UFC Vegas 50 preview: Fallen prospects look to regain their footing in the prelims

Though the last few Fight Night cards have been severely lacking in depth. That isn’t the case with UFC Vegas 50. Whereas the last…

By: Dayne Fox | 1 year ago
UFC Vegas 50 preview: Fallen prospects look to regain their footing in the prelims
Bloody Elbow 2.0 | Anton Tabuena

Though the last few Fight Night cards have been severely lacking in depth. That isn’t the case with UFC Vegas 50. Whereas the last couple of showings couldn’t provide a decent co-main event, there’s several fights that could suffice in that role for this card. Not that UFC Vegas 50 is deep enough to seep into the prelims, but it does put a positive perspective on the card.

The prelims feature a mixed bag of veterans and prospects. There isn’t anyone that would currently be labeled can’t-miss, but there are a few that were burning bright just a short while ago. Sabina Mazo isn’t far removed from a three-fight win streak. Tafon Nchukwi was compared to Mike Tyson by Uncle Dana. It wasn’t that long ago a large swath of the MMA community was talking about Miranda Maverick fighting for the title someday. There’s a reason those fighters have had hype behind them before. I have a hard time believing their skill sets have eroded since that time.

  • The last two wins for Matt Semelsberger have come in a combined 31 seconds. While it’s a good indication of the level of power in his fists, it’s also an indication of the level of competition he has been facing. Semelsberger has been fortunate to face opposition most would say doesn’t belong in the UFC for most of his UFC run, the lone exception being the fight he lost. I’m not saying it’s Semelsberger’s fault, but it does make it hard to know just how good he is. Despite a lanky frame, Semelsberger prefers to close the distance with his attack, fighting in the pocket. He may want to look to stay on the outside a bit more as he’ll have an 8-inch reach advantage on newcomer AJ Fletcher. Fletcher may be on the short side, but he’s extremely explosive and has shown no indication he can’t take a punch. Then again, his level of competition during his rise has been questionable too. Regardless, Fletcher has been working with the likes of Dustin Poirier, so he knows what high level opposition feels like in the gym. While both fighters certainly can knock the other out, Semelsberger’s reach advantage could provide him with the edge he needs to outwork the newcomer. However, I have great concerns about not just Semelsberger’s takedown defense, but his ability to fight off someone pressing him against the cage. It’s a tough call, but I’ll go with the newcomer. Fletcher via decision
  • While I appreciate the attention Angela Hill gets for being as active as she is, Gillian Robertson isn’t too far behind her in terms of activity. The Canadian will be making her 12th UFC appearance in just over four years. That doesn’t take into account her frequent appearances in grappling competitions. Perhaps all the focus on her grappling is a bit misguided, at least in terms of her MMA career. While Robertson has the form of a technical striker, she’s so unnatural on the feet that she’s largely ineffective standing. Fortunately, she typically makes up for it with her ground game. On the mat, Robertson is anything but by the book, often going for submission over position. On the flip side, JJ Aldrich is very much by the book. A below average athlete by UFC standards, Aldrich knows her strengths and plays to them very well. A combination boxer with an aversion to kicks, Aldrich has yet to secure a finish in her 9-fight UFC run. The path to victory is there for her given Robertson’s struggles on the feet and Aldrich’s typically strong takedown defense. However, Robertson usually finds a way to get the fight to the mat a couple times per fight and Aldrich’s sound takedown defense numbers come against opponents who would rather stand and trade. I think Robertson can put Aldrich in a submission situation and find the W. Robertson via submission of RD2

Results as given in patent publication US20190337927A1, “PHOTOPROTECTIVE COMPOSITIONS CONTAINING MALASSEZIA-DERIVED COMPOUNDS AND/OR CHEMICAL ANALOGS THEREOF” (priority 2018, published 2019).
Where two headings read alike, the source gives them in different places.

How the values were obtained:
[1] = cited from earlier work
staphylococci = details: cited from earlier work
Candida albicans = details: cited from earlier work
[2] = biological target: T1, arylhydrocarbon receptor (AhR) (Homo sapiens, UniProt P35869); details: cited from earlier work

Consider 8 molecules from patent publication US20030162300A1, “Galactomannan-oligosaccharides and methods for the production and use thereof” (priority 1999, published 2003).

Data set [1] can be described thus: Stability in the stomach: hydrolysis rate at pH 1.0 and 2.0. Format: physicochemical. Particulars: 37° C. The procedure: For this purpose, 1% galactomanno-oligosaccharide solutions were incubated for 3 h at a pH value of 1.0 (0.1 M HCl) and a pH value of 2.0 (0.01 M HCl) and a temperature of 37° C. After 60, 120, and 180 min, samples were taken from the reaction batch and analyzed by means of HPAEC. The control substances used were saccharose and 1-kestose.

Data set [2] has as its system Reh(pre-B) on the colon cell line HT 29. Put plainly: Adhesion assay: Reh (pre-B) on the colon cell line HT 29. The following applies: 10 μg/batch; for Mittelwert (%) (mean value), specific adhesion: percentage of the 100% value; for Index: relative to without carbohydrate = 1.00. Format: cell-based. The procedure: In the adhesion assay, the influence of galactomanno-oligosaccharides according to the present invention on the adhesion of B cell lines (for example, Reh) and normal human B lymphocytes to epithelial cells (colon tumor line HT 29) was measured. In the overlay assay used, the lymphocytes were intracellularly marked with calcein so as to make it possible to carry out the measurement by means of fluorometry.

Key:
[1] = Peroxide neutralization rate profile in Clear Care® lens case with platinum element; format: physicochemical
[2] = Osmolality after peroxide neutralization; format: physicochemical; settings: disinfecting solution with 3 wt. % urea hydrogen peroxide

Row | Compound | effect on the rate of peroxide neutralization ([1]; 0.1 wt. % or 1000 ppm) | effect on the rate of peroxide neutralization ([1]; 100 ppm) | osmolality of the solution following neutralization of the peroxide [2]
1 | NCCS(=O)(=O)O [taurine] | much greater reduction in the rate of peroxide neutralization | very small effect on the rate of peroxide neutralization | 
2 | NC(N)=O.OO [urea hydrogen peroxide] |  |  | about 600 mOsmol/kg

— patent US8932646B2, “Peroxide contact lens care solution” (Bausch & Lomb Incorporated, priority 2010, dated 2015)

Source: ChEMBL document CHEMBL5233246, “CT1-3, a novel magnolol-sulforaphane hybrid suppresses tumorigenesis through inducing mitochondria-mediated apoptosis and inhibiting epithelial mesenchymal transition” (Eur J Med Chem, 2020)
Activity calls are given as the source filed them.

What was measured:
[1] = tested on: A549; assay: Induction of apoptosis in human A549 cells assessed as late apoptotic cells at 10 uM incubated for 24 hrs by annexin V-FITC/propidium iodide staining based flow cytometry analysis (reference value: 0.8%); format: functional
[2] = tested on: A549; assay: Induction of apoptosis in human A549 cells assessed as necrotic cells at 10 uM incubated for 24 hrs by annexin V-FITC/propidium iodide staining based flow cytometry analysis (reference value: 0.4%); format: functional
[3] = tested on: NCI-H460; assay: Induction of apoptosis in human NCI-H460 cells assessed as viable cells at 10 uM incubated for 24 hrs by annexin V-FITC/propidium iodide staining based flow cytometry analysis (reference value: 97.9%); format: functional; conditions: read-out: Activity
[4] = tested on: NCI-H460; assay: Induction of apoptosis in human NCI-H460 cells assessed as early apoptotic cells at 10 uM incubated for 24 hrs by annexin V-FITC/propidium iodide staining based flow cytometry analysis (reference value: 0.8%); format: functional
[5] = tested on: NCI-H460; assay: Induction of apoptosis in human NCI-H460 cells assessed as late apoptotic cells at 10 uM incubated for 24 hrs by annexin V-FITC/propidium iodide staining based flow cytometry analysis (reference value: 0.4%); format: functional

• It’s hard not to be impressed by Javid Basharat’s performance on DWCS last fall. He beat his opponent from pillar to post before finding a late guillotine. However, further inspection will reveal Basharat’s opponent was a paper tiger, accumulating an unbeaten record on the back of beating cans. The same can be said of Basharat’s record. Watching Basharat on film, it’s impossible not to admire his technical prowess on the feet. Knowing he accomplished it against less-than-stellar competition gives one pause. On the flip side, Trevin Jones has plenty of losses on his record, but trust me when I say he’s battle-tested. Jones isn’t as smooth on the feet as Basharat, but he is an underrated tactician. A pressure fighter, Jones has stellar timing on his counters, with plenty of power to back them up. However, Jones also has a tendency to make things grimy, pushing his opponent against the cage and grinding away. He did wear himself out with that strategy in his last contest, but he also extended his camp a month by having several scheduled fights falling out. That isn’t the case here. It’s easy to be seduced by Basharat’s film and record, but without a quality win, I’m hesitant to go in his direction against someone with the physical gifts of Jones. Jones via decision